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"Superomniphobic" Nanoscale Coating Repels Almost Any Liquid 104

Posted by samzenpus
from the keeping-it-dry dept.
cylonlover writes "A team of engineering researchers at the University of Michigan has developed a nanoscale coating that causes almost all liquids to bounce off surfaces treated with it. Creating a surface structure that is least 95 percent air, the new 'superomniphobic' coating is claimed to repel the broadest range of liquids of any material in its class, opening up the possibility of super stain-resistant clothing, drag-reducing waterproof paints for ship hulls, breathable garments that provide protection from harmful chemicals, and touchscreens resistant to fingerprint smudges."
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"Superomniphobic" Nanoscale Coating Repels Almost Any Liquid

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  • Heck, if we all wear slippery clothing, I guess we don't need the slip and slide anymore. We can just run and jump and hit the ground sliding off into the sunset.

    Oh! What about shoe soles? To heck with rolerblades. We can just scoot around on the soles of our shoes!

    Oh my God I'm having an idea-anurism!!
    • Crap I forgot....it only repels liquid. Not concrete. Rats.
    • by Macgrrl (762836)

      What happens if two people wearing this kind of treated fabric try to hug each other - would they bounce off?

      I would potentially mean the end of inadvertent wet T-shirt competitions. ;P

      • by Guignol (159087)
        Oh, no you are right ! I'm afraid this could be the end of wet t-shirt competitions (anaquamamaphiliaphobia)
        I have to add this to my fear of heights (vertigo), spiders (arachnophobia), fears (phobiphobia), agoraphobia, claustrophobia, ...
        In fact I was just missing this one last fear to have them all, I am now superomniphobic
        I guess this is how they made their "research", mental torture of the subjects, this is disgusting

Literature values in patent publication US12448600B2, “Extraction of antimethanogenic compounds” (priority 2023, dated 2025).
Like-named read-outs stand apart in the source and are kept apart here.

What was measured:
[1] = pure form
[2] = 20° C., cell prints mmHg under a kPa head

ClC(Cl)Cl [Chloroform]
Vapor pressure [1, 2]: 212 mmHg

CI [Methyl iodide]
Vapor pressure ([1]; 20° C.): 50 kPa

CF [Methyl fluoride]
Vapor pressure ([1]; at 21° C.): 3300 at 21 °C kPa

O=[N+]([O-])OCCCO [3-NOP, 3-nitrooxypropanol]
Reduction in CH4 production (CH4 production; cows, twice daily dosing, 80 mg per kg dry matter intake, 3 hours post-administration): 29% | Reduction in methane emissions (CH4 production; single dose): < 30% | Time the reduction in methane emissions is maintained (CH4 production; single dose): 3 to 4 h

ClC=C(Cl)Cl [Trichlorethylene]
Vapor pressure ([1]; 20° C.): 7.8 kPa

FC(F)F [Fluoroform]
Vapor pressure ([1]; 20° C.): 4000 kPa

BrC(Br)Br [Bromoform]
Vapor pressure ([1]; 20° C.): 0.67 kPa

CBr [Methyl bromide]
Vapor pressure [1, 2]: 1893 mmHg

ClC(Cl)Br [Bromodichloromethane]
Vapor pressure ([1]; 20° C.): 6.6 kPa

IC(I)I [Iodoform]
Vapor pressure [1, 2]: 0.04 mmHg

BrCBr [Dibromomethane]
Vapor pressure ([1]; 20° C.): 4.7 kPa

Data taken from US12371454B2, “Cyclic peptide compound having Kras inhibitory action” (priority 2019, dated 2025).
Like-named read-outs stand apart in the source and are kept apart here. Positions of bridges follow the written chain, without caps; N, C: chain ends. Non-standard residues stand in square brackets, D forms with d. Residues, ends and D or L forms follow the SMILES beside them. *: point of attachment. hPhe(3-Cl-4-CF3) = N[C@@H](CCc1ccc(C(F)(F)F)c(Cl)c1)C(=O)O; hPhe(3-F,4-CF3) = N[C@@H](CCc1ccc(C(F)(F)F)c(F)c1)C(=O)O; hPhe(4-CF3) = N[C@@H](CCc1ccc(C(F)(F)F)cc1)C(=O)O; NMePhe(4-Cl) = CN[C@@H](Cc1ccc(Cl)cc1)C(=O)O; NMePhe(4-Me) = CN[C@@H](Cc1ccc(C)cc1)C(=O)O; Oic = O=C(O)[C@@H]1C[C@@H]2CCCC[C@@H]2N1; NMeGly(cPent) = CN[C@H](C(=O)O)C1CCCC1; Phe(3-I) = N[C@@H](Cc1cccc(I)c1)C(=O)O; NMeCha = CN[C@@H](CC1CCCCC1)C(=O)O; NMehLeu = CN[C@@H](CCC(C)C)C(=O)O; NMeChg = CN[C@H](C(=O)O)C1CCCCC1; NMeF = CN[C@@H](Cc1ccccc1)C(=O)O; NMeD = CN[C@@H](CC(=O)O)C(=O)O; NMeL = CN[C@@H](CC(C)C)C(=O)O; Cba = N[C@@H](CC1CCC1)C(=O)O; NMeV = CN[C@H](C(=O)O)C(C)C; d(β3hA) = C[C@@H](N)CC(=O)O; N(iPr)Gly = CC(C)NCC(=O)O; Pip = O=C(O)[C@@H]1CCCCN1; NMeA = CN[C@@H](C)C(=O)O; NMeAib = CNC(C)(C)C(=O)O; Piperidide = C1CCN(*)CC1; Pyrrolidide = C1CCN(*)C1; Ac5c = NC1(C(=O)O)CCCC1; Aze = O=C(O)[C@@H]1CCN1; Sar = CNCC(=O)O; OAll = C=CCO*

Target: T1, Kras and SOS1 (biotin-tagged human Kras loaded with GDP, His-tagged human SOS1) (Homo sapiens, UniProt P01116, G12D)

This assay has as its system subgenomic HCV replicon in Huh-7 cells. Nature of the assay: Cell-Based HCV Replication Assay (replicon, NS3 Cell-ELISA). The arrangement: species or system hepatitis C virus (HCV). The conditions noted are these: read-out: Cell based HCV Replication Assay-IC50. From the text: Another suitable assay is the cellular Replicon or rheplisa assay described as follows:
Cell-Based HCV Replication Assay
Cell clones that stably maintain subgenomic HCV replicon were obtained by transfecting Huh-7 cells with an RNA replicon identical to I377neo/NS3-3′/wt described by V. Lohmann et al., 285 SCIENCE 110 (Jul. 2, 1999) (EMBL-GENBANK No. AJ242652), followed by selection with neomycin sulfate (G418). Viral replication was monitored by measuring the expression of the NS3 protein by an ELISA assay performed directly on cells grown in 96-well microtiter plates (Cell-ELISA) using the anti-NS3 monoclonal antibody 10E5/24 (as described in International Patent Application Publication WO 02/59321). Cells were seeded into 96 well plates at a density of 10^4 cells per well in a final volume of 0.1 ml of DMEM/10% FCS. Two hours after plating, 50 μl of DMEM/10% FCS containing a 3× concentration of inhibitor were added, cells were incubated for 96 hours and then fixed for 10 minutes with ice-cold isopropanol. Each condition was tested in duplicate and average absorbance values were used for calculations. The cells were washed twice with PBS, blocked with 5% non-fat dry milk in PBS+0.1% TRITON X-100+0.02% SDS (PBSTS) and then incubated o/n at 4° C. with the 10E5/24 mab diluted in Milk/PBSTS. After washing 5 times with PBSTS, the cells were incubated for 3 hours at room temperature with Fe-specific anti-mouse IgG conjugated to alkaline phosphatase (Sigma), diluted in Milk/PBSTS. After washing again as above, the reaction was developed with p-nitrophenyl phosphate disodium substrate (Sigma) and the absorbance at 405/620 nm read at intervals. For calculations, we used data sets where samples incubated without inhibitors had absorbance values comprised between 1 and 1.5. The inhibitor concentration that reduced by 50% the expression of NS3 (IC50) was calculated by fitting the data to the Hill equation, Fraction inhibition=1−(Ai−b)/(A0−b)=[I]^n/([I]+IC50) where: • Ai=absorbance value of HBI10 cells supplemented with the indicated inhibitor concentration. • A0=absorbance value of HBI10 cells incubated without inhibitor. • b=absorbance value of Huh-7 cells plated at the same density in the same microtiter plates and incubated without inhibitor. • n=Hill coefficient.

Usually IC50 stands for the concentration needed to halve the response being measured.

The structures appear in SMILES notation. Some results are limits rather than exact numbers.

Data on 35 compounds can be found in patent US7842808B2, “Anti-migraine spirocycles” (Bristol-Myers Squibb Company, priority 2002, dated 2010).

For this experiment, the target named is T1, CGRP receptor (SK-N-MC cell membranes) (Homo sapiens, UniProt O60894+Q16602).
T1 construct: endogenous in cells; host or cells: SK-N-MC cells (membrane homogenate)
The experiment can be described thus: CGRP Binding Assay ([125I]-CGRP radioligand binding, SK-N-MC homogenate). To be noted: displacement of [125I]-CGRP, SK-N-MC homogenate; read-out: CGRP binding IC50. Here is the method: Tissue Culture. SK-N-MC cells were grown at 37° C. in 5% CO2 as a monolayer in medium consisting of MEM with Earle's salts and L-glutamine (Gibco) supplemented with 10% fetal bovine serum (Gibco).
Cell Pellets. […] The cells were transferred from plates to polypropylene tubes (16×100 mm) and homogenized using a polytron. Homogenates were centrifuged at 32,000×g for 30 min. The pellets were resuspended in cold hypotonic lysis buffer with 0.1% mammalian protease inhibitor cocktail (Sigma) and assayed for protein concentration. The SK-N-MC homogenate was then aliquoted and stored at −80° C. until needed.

• You can turn your clothes into a computer [phys.org]

  • It's been tried on 'postage stamp' bits of cloth. No mention of stability, durability, flammability or other useful properties.

    'Superomniphobic', eh? Sounds like something out of a tacky Disney movie.

    • by nospam007 (722110) *

      "'Superomniphobic', eh? Sounds like something out of a tacky Disney movie."

      I know a few people who are also afraid of everything.

    • 'Superomniphobic', eh? Sounds like something out of a tacky Disney movie.

      I can hear Mary Poppins saying: "Superomniphobic? Almost, but not quite there." :-)

  • by SpockLogic (1256972) on Thursday January 17, 2013 @07:34PM (#42621891)

    Obi-Wan Kenobi foretold this in 1951 http://www.imdb.com/title/tt0044876/ [imdb.com]

  • by FeatherBoa (469218) on Thursday January 17, 2013 @07:35PM (#42621899)

    I repel most liquids too, although beer and coffee keep slipping though my formidable defences.

    • The hardware should be fluid resistant, but your resistance is futile. Don't tell me you haven't learned the Osmosis trick. It saves a lot of drinking time just bathing in it, and since you're not going to put it in your mouth you can even eliminate most trips to the toilet.

      Ahhh, Beeffee.

      • by sFurbo (1361249)
        The skin is far to good a barrier for osmosis to work with alcohol and (I think) caffeine. It works with nicotine, which is why nicotine patches are so easy to make, and if you dissolve thing in DMSO first, though.
  • by Commontwist (2452418) on Thursday January 17, 2013 @07:36PM (#42621903)

    I know that lawn mowers, should you leave gas in them for a while, will gain a 'coating' that gums up the fuel needle in the carburetor. Cleaning out the carb is a true pain and costs a lot to get a mechanic to clean/replace. Would this kind of coating over that small and delicate part help ease/eliminate sticking?

    • by oodaloop (1229816) on Thursday January 17, 2013 @07:45PM (#42621963)
      Motorcycle visors come to mind. And, you know, all those other ones mentioned in TFS. And white suits.
      • by rnturn (11092)

        "And white suits."

        Ah... someone beat me to it. (Great old movie.)

      • by godel_56 (1287256)

        Motorcycle visors come to mind. And, you know, all those other ones mentioned in TFS. And white suits.

        As to motorcycle visors, super-hydrophilic may be the way to go. When a droplet hits the surface it's instantly spread in an even layer over the whole area, no beading.

    • Any place we currently use a lubricant would find this useful, as coating the parts in this prior to lubrication *should* decrease wear through a decrease in friction. Theoretically, this surface should also wear extremely well provided it's always coated in a lubricant.

      Two layers of this with an oil layer in between would be a performance and durability boost for most things that have moving parts.

      Now we just need to decrease production cost/increase production and discover how it stands up to *other* for